Craig Carton is just the latest reminder to avoid Ponzi schemes at all costs.

Carton is the co-host of "Boomer and Carton" on New York sports radio station WFAN, but he was arrested Wednesday morning by the Federal Bureau of Investigations. According to a complaint filed by the Securities and Exchange Commission, the WFAN host and a partner took at least $3.6 million from two investors and took another $2 million from another investor on his own, to cover his own gambling debts.

As with any Ponzi scheme, this one started with a bogus business built to attract investors. Carton and his partners claimed they ran ticket-resale companies with access to tickets for Katy Perry, Justin Bieber, Roger Waters, Metallica, Barbra Streisand and Adele shows that could be resold at huge profits. Investors were promised minimal risk and huge rewards, though the SEC claims Carton forged ticket-sale "agreements" between his companies and concert promoters.

According to Bloomberg, one of the victims of this scheme was Brigade Capital Management, a hedge fund. Though the scheme ate up less than half of a $10 million credit facility provided by the fund had been tapped, the firm was able to seize some of that money and hold onto the collateral to limit potential losses. However, according to the SEC, Carton and a third conspirator were knowing participants in the ticket fraud, with Carton complaining in mid-2016 that he owed about $3 million and a casino had frozen his account. In September, the three conspirators met and hashed out the ticket plan "to clean up the debt." Brigade Capital offered its $10 million in revolving credit in December but only after Carton allegedly offered up fake documents and emails pointing to a glut of nonexistent tickets.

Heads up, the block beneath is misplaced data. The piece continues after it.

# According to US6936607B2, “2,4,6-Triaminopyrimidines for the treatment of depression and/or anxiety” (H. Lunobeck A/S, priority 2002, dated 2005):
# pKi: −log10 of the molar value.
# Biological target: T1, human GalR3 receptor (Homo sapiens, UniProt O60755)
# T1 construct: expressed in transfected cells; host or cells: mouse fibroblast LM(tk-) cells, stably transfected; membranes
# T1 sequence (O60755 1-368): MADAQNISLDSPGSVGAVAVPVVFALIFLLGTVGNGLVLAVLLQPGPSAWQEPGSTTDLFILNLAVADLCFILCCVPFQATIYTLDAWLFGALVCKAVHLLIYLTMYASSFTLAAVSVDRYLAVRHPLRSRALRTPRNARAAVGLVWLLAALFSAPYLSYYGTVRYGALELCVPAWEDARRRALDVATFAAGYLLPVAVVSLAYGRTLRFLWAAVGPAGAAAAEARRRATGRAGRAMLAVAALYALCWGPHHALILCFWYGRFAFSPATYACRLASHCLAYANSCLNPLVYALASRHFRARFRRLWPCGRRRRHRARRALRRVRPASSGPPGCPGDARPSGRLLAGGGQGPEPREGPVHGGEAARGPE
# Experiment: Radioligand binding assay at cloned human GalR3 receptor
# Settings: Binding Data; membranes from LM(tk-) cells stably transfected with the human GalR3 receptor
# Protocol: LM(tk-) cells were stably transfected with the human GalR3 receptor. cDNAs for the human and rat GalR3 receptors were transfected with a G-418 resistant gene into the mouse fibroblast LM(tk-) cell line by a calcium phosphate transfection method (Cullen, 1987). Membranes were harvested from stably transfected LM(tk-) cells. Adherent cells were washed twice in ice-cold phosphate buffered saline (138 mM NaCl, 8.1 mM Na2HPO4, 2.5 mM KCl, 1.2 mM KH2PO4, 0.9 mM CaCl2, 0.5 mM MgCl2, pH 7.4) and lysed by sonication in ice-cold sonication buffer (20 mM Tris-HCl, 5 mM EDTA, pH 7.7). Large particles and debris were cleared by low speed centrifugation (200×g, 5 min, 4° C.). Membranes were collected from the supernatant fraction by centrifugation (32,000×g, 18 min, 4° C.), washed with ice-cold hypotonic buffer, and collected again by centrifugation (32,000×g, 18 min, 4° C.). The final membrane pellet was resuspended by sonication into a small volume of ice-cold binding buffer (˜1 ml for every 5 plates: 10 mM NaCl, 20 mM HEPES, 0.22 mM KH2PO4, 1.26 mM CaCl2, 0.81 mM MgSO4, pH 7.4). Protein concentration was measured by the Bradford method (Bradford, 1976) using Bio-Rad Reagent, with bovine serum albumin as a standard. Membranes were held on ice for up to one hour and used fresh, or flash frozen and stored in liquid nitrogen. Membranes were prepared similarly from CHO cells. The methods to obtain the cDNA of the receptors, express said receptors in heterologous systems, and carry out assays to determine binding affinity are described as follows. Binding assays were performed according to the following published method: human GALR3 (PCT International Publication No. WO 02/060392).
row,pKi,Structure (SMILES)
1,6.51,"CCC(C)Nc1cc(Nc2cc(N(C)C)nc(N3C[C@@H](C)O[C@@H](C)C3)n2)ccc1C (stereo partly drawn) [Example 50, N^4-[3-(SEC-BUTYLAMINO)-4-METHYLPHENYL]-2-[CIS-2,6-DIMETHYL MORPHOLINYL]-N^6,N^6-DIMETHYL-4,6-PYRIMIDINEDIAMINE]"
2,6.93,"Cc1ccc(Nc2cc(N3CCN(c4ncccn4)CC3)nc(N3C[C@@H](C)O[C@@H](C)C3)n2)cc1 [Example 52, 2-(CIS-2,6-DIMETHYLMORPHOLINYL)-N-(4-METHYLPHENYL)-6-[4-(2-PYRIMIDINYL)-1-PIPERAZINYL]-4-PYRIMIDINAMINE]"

"Guys. I've done it," Carton wrote. "One investor ready committed $10m liquid and $40m LOC [line of credit] with $50m if needed. I need some info. List of shows we can 100% prove access to tickets. How many when and how it's returned and predicted success."

Carton and his one partner are charged with conspiracy, wire fraud and securities fraud, while another conspirator was already charged in January for a similar scheme involving resale of tickets to the hit Broadway musical Hamilton. Bloomberg says that billionaires Paul Tudor Jones and Michael Dell, as well as an executive at Och-Ziff Capital Management Group, were among the more than 125 people who had unwittingly contributed to the Hamilton scam, which centered around yet another hedge fund.

So how do you make sure that you or your investments don't get tangled up in the kind of scheme that Carton is accused of running? Well, the SEC says there are a bunch of red flags to watch out for if you're being pitched an opportunity directly. Every investment carries a degree of risk, so don't believe that any investment has "guaranteed" rewards or no risk. Also, if an investment has yielded overly consistent returns regardless of how the market has performed around the same time, be wary. Perhaps the best way to sniff out a Ponzi schemer is to search for them in the SEC database for all Registered Investment Advisory firms. Smaller firms (with under $25 million under management per current legislation) are registered directly with the states and can be vetted through your state securities regulator.